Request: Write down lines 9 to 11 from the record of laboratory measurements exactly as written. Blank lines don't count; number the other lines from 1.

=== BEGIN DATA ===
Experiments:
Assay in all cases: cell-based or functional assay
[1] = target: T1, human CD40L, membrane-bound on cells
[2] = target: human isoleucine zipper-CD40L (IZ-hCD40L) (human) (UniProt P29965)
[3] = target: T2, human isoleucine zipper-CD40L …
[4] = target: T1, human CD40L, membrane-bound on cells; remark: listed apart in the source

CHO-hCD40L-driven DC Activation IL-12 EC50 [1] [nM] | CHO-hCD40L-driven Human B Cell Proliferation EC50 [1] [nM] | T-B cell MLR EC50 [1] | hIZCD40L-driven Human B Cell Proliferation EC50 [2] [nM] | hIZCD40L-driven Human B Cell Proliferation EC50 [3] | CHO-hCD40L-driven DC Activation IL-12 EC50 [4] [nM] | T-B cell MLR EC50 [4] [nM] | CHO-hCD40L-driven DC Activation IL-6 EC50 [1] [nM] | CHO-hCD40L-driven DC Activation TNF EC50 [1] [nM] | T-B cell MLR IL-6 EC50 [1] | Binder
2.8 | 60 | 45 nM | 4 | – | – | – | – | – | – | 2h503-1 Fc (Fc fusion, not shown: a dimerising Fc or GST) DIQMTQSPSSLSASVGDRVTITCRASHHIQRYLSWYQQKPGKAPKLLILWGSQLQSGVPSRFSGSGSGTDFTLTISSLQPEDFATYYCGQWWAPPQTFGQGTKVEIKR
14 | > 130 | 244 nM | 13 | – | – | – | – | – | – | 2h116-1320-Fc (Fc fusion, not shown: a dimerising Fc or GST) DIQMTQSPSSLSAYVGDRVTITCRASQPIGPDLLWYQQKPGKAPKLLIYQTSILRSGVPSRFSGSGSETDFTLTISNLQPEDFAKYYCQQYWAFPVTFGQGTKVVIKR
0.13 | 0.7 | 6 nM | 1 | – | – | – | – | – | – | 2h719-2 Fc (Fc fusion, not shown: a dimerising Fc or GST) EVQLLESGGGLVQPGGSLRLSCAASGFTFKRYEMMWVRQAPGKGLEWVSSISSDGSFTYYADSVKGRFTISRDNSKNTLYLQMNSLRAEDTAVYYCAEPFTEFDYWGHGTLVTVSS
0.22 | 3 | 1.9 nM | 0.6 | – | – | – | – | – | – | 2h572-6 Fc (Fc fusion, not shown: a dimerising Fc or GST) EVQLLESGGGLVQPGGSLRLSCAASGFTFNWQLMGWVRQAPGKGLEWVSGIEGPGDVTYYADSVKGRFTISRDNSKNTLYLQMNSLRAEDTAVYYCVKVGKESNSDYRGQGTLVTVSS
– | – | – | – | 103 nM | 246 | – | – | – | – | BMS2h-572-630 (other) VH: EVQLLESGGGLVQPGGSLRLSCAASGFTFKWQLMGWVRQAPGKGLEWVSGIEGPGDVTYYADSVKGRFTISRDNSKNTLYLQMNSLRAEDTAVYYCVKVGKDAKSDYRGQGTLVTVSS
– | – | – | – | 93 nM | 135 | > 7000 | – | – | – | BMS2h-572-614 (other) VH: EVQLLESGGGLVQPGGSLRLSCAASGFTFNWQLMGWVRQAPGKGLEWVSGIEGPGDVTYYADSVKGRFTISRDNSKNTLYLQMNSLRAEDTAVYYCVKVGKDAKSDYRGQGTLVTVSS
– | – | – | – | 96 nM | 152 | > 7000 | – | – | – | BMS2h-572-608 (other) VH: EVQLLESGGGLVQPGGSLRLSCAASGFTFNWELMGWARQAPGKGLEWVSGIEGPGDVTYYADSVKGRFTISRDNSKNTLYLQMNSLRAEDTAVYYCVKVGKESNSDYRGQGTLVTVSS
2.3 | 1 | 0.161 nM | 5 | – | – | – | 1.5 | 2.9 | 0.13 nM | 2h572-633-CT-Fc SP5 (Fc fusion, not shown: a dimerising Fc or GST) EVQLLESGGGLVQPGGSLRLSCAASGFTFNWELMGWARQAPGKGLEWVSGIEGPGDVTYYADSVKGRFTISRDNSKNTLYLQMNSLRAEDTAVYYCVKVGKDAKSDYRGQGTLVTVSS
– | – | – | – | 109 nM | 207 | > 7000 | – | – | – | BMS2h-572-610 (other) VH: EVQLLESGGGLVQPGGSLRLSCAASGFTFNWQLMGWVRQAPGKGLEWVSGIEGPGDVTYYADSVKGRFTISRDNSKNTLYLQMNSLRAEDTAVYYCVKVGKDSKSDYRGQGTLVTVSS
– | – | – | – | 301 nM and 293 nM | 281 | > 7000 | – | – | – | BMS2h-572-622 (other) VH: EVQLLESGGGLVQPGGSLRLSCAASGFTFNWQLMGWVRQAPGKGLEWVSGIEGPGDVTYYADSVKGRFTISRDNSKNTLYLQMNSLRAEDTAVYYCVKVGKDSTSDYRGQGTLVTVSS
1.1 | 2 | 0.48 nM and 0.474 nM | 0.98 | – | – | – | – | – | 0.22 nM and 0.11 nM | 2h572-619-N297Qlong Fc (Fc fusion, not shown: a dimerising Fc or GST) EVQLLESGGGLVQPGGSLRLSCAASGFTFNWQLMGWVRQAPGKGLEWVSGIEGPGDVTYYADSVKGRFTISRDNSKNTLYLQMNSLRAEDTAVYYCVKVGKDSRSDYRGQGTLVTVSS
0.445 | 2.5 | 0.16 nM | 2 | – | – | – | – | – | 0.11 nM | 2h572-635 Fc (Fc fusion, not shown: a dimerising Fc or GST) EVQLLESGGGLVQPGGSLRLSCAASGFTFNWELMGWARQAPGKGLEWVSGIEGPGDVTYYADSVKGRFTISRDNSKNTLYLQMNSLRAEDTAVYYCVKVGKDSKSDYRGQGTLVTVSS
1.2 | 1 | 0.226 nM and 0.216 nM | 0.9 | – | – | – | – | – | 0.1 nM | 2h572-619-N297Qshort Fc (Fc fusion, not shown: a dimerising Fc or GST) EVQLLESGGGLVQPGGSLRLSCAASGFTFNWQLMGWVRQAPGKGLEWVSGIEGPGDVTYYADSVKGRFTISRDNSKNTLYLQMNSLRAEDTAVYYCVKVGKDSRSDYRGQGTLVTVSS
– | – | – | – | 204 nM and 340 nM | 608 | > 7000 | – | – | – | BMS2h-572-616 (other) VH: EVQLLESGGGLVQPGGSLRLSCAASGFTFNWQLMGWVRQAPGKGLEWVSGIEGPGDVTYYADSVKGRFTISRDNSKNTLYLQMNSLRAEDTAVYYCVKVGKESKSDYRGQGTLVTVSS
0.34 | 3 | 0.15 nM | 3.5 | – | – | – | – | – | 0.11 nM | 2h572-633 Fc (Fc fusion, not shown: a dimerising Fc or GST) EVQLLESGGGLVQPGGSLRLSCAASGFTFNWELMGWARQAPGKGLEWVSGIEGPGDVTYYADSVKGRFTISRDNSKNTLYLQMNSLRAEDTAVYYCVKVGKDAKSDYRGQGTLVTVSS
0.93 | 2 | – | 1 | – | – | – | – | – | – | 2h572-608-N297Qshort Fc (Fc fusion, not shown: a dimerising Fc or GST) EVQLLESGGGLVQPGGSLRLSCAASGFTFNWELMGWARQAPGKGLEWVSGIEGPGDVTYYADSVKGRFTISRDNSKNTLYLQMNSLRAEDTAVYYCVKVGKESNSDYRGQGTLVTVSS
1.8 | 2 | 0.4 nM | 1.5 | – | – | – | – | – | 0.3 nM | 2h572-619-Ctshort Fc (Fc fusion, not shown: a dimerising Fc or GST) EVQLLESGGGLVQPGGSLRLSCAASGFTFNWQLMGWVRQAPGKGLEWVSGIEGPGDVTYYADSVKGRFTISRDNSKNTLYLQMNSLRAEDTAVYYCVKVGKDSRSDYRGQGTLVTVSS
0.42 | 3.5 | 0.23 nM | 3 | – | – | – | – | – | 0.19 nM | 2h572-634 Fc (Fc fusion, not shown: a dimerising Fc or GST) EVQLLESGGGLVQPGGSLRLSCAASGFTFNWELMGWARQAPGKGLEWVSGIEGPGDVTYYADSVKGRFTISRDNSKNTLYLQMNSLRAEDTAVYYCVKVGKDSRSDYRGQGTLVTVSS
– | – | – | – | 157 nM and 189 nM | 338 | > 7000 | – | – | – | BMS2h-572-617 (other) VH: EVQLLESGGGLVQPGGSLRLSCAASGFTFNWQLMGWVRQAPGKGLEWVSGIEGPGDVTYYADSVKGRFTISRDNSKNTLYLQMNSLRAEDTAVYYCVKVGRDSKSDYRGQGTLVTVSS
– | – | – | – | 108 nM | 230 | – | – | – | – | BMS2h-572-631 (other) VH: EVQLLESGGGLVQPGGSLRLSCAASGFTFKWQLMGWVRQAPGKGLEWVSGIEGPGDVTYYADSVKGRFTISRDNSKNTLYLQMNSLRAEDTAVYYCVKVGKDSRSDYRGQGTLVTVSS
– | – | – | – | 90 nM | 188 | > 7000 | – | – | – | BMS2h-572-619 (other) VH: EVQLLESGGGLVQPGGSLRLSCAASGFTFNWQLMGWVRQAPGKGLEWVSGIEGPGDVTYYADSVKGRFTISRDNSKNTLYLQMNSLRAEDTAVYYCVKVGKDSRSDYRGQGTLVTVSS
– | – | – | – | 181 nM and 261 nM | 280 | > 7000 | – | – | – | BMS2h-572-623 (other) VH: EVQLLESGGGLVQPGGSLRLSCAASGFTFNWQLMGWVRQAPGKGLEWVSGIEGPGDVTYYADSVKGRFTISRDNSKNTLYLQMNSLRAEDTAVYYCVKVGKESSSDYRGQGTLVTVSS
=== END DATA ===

14 | > 130 | 244 nM | 13 | – | – | – | – | – | – | 2h116-1320-Fc (Fc fusion, not shown: a dimerising Fc or GST) DIQMTQSPSSLSAYVGDRVTITCRASQPIGPDLLWYQQKPGKAPKLLIYQTSILRSGVPSRFSGSGSETDFTLTISNLQPEDFAKYYCQQYWAFPVTFGQGTKVVIKR
0.13 | 0.7 | 6 nM | 1 | – | – | – | – | – | – | 2h719-2 Fc (Fc fusion, not shown: a dimerising Fc or GST) EVQLLESGGGLVQPGGSLRLSCAASGFTFKRYEMMWVRQAPGKGLEWVSSISSDGSFTYYADSVKGRFTISRDNSKNTLYLQMNSLRAEDTAVYYCAEPFTEFDYWGHGTLVTVSS
0.22 | 3 | 1.9 nM | 0.6 | – | – | – | – | – | – | 2h572-6 Fc (Fc fusion, not shown: a dimerising Fc or GST) EVQLLESGGGLVQPGGSLRLSCAASGFTFNWQLMGWVRQAPGKGLEWVSGIEGPGDVTYYADSVKGRFTISRDNSKNTLYLQMNSLRAEDTAVYYCVKVGKESNSDYRGQGTLVTVSS